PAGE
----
Gratitude in the Workplace
With the holiday season in full swing, we are reminded about the beauty of gratitude and how showing appreciation can be a powerful experience for the giver and the receiver. I am making a conscious effort to be more grateful on a regular basis, to acknowledge people authentically, and to show how much I value and regard them and the contributions they make.
First, let me thank my friend and colleague, ESB for sharing a Harvard Business Review article by Christopher Littlefield who posits that giving and receiving compliments plays a major part in forming and stewarding workplace relationships. He cites that while 88% associate being recognized as feeling valued, 70% of people feel embarrassment or discomfort with the process of giving and receiving a compliment.
A Compliment is a Gift
There is a time and place for humility, but I have seen many people deflect a compliment meant for them and redirect the praise to someone else. It’s time to reframe the uncomfortable feeling you may get when you receive a compliment and consider that the person sharing gracious words is offering you a gift. They took the time to address you and share authentic praise. Take the opportunity to listen and reciprocate your gratitude. Practice your thank you responses, so you don’t get flustered if a compliment comes your way. Littlefield offers these suggestions:
- “Thank you, it makes my day to hear that.”
- “I really put a lot of thought into this, thank you for noticing.”
- “Thank you, I really appreciate you taking the time to express that.”
- “Thank you, I am happy to hear you feel that way!”
Give Credit Where Credit is Due
We’ve all been in situations where someone else takes credit for work, or an achievement that they did not earn. It’s inappropriate behavior. Full stop. You can and should take the high road by speaking up on behalf of the person who did the work and should receive the accolades by adding to the conversation. Here are a few script ideas to consider:
- “I want to acknowledge the work XX did on this project to get us to this big win.”
- “It’s important to recognize the contribution XX made in this effort.”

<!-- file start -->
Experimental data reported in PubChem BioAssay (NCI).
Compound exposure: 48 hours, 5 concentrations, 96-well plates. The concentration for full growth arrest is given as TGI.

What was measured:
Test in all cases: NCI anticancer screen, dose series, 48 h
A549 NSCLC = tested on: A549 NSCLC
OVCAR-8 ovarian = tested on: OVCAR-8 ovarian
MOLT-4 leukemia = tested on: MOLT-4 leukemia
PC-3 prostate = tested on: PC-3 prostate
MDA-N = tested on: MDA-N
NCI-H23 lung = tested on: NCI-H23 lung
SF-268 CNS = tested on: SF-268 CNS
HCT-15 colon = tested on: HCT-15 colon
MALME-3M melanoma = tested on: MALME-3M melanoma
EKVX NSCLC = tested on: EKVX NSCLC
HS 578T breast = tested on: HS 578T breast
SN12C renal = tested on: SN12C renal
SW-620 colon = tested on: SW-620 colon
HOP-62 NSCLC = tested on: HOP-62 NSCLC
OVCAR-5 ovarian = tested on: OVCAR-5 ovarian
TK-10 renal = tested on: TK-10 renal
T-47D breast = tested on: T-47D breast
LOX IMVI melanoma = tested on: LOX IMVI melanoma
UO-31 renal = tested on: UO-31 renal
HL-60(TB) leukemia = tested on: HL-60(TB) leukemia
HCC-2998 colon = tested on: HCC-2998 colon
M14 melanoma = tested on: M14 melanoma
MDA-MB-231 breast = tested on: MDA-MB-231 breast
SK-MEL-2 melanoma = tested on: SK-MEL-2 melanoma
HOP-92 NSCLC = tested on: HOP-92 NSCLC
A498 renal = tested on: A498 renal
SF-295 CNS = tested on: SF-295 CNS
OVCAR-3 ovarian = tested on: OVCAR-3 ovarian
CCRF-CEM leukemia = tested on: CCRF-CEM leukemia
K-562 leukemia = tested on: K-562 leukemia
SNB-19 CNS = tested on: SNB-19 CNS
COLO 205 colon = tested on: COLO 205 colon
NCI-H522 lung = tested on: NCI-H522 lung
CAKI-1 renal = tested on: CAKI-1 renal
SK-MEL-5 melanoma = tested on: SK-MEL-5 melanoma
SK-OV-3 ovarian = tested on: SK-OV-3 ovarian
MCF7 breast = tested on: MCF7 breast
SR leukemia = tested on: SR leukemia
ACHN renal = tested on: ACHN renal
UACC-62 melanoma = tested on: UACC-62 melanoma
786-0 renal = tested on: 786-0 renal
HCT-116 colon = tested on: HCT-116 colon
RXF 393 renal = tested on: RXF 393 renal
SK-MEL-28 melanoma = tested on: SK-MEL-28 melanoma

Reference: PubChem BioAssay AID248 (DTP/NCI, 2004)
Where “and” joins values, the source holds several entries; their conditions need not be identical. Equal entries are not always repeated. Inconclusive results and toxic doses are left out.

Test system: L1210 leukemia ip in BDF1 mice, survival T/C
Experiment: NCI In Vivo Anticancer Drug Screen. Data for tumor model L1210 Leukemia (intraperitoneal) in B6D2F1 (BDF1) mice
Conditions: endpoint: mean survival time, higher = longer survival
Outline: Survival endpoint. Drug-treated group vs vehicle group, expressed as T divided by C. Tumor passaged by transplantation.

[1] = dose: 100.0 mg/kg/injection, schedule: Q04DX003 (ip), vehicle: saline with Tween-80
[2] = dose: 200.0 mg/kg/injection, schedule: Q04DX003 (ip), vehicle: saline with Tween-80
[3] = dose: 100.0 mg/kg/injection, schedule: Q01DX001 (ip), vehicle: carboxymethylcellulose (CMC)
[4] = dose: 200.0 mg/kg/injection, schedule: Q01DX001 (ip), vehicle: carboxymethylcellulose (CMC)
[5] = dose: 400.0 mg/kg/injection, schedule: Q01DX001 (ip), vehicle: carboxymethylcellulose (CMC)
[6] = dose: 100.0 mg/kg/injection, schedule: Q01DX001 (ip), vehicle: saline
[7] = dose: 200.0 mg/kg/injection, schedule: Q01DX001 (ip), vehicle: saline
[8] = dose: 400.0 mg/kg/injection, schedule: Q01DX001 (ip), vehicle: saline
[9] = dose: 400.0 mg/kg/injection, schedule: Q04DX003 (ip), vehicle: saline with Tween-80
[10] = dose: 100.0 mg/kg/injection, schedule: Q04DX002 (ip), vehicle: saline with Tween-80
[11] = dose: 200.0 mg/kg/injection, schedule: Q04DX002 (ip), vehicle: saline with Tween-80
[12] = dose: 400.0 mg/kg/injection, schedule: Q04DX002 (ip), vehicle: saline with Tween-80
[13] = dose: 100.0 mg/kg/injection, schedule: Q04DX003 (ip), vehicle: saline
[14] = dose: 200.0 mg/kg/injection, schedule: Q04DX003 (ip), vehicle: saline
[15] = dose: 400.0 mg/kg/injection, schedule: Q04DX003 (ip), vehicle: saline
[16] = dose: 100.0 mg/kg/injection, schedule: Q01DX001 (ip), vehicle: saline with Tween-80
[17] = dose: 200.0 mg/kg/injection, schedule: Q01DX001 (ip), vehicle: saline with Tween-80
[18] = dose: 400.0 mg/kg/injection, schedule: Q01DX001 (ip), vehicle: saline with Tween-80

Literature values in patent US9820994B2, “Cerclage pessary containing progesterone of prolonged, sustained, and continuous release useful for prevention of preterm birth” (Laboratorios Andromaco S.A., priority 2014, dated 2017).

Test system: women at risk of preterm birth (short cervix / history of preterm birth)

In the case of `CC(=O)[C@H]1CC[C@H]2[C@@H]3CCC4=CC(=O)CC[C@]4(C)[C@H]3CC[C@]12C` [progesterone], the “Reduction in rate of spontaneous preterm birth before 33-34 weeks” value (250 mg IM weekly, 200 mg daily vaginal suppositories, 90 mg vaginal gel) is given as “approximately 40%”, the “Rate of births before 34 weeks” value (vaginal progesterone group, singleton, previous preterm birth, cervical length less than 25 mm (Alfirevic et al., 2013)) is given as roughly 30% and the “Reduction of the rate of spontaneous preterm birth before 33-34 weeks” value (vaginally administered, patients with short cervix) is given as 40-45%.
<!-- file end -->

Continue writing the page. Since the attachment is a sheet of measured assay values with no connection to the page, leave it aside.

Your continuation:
- “I’d like to make sure we single out XX for their incredible work on this project.”
If you are identified as the team leader and given praise for work accomplished by your team, be sure to share the praise with your team and help them understand the win was not yours alone.
- “Thank you for noticing, it’s great to hear your kudos. Everyone on our team has been working intensely on this over the last few weeks. I will share your feedback in our next meeting.”
I am not a fan of gratuitous praise just to make people feel good. I reserve my praise for well-earned examples of good work, and I honor the receiver with specificity. The general “good job” with a fist-bump or high-five feels good for a few seconds but leaves the receiver feeling unclear about what they did well.
Honor the receiver of your praise with details, so they can understand what they did well and in the best-case scenario, strive to do it again.
- “Jane – you did a beautiful job with your presentation to the Board. Your slides were compelling with data that was clear and actionable. You conveyed your message with relatable stories that the participants will remember. They engaged you with questions and suggestions at the end, which really showed they care about the outcome of this project. I was very pleased with your professionalism and poise throughout this important meeting.”
Create a Gratitude Culture
Become a role model for others by sharing specific praise for great work. You can create a culture of recognition by helping people feel valued for their contribution, which provides meaning and fulfillment to their work. A company culture thrives when the individuals live the culture through their behavior on a regular basis.
In this season of Thanksgiving – let’s focus on how we can up our gratitude game all year long!